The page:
Are You Helping or Hurting Your Team
Some owners or managers attempt to “manage” all aspects of their salespeople’s activities. When a salesperson senses that someone is looking over his shoulder, he’s typically right-it’s the sales manager about to ask for a quote report, opportunity update, prospect list or sales forecast. Something he does much too frequently. Or, it’s the manager that is constantly asking, “how did your sales call go?” Believe me, if it went well, he would have shared that with you immediately – maybe even before he arrived back in the office. If he doesn’t bring it up right away, I can almost guarantee that there is no reason to ask – he didn’t get it.
At the other end of the spectrum, there are owners and managers who have a hands-off “I’m only interested in the end result” attitude. They occasionally ask for a prospect update. But for the most part, they pay little attention to the day-to-day goings on. Their only directive to the sales team or individual is, “just hit your numbers.” No direction, no guidance, no rules to go by or path to follow.
Neither management strategy is particularly effective. And, neither does much, if anything, to improve team or individual productivity. One might argue, that those strategies-too much or too little supervision-actually reduce productivity. Someone once said that “people don’t quit companies, they quit people”. Unfortunately, this is where it can start. Sales can be a frustrating experience for some people. Add too much or too little supervision can be the beginning of the end for some.
There is middle ground, however – a strategy that keeps your sales team focused on the required day-to-day activities (and ensures that the long term results will materialize) without having to scrutinize their every move.
The foundation on which a middle-ground strategy is built is a set of distinct goals. You can’t hold people accountable to specific outcomes unless they clearly understand what it is that they are working toward, specifically what is expected of them, and by when its expected.
Measuring, tracking and coaching salespeople on their sales activity is a critical step in helping them arrive at their goals. Activities can include, but are not limited to, cold-calling, referral requests, networking events, creating leads from social media, “drop-ins” or even speaking engagements.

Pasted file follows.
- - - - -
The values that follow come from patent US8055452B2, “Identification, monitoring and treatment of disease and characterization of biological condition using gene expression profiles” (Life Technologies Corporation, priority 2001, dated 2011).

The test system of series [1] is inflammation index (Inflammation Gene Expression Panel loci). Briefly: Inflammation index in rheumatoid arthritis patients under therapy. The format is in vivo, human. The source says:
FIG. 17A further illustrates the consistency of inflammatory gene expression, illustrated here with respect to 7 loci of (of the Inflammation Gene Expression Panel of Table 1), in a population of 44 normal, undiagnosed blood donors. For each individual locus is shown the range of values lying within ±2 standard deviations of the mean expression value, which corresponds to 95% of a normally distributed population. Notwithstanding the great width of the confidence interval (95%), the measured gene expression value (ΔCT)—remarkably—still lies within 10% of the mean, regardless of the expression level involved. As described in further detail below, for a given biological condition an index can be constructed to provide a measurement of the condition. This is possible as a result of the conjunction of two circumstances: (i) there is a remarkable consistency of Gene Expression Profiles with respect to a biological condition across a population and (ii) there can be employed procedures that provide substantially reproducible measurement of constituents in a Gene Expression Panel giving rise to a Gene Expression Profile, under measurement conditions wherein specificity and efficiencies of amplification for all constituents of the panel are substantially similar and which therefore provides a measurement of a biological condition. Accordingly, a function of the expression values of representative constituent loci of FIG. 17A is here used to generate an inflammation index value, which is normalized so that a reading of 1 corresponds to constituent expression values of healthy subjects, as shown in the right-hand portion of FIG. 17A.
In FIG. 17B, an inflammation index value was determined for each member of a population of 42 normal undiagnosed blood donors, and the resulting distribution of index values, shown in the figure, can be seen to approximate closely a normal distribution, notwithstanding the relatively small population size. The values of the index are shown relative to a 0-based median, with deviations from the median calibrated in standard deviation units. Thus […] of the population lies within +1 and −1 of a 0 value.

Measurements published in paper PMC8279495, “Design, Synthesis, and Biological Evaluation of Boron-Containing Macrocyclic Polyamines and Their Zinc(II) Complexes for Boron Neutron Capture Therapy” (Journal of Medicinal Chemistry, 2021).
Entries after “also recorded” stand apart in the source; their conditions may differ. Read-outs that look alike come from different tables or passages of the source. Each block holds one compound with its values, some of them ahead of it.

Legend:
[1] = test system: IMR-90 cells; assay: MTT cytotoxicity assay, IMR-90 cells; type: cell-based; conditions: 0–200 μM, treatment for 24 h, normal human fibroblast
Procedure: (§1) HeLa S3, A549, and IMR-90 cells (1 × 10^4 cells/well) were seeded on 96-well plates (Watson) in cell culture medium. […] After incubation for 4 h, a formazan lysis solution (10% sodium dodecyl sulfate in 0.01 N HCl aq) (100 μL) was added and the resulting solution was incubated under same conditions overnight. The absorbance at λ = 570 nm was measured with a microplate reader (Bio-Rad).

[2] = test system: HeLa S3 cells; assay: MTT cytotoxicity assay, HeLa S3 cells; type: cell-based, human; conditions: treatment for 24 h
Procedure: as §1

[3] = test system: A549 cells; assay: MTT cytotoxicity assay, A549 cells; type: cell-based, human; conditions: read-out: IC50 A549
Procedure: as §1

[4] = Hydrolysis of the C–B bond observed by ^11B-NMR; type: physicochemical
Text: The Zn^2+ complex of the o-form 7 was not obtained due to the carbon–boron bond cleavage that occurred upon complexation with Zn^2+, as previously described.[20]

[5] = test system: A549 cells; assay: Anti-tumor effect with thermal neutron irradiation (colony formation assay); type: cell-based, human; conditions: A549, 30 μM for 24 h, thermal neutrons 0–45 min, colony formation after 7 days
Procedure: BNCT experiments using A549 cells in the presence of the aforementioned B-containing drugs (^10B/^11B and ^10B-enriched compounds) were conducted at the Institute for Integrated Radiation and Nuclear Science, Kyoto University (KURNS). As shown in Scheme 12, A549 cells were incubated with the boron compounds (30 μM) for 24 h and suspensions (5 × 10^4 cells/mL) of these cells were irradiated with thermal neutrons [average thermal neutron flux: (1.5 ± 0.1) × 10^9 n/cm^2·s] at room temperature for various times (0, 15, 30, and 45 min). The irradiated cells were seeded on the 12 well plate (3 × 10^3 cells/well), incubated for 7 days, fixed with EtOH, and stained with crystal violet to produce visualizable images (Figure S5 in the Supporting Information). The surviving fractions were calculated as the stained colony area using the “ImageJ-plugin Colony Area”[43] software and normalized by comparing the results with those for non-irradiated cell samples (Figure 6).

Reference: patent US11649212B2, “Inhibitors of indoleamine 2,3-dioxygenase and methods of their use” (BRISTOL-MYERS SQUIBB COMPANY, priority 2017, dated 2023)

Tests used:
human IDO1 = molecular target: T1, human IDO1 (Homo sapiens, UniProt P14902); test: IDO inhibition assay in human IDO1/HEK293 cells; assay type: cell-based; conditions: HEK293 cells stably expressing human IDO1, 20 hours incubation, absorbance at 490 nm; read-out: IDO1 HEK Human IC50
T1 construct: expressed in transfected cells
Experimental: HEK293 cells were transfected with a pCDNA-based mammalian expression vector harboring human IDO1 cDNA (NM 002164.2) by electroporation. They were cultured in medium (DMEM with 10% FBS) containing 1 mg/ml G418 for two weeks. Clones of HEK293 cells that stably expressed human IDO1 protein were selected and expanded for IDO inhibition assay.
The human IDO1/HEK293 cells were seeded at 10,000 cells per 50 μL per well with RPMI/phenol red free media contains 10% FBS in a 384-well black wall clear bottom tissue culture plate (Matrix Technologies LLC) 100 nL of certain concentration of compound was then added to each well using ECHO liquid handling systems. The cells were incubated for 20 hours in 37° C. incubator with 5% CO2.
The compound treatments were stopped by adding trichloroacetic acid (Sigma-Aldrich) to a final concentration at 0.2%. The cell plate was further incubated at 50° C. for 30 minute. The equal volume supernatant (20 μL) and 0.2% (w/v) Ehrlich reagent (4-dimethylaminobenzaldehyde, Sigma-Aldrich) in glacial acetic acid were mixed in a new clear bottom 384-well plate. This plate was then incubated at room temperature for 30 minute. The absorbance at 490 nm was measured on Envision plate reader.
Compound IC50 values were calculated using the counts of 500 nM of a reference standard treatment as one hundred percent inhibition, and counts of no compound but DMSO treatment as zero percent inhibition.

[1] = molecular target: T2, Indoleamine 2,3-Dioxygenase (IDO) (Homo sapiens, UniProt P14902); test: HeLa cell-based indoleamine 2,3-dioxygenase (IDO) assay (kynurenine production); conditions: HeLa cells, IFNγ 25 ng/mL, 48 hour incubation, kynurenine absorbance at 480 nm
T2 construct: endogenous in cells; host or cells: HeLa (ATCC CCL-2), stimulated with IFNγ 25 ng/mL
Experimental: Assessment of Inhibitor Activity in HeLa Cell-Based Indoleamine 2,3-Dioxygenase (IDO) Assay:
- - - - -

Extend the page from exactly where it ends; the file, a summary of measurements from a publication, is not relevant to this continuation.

So, the first step in helping your team achieve higher levels of productivity is to provide them with clear departmental goals. Tying those goals to corporate initiatives will help them see the big picture and better understand the part they play in creating it.
The next step is to assist your salespeople in translating the department goals in to individual goals. Those goals should be specific, with defined objectives on which they can focus. A goal to grow a territory, for example, should define how much of that growth will come from existing accounts (and more specifically, which ones) and how much will come from new accounts. A goal to qualify and disqualify prospects harder can be a goal if they understand how to achieve that by teaching them the right questions to be asking.
Once goals are formulated, they need to be analyzed, organized, and prioritized. High-value goals, those that directly relate to corporate initiatives and contribute to the accomplishment of other goals, should be placed at the top of the list. After the goals have been prioritized, action plans for accomplishment need to be developed.
The more detailed the plan, the easier it is for your salespeople to stay on track and measure their progress. And, if the process becomes temporarily derailed, a well-defined plan makes the path to getting back on track more visible.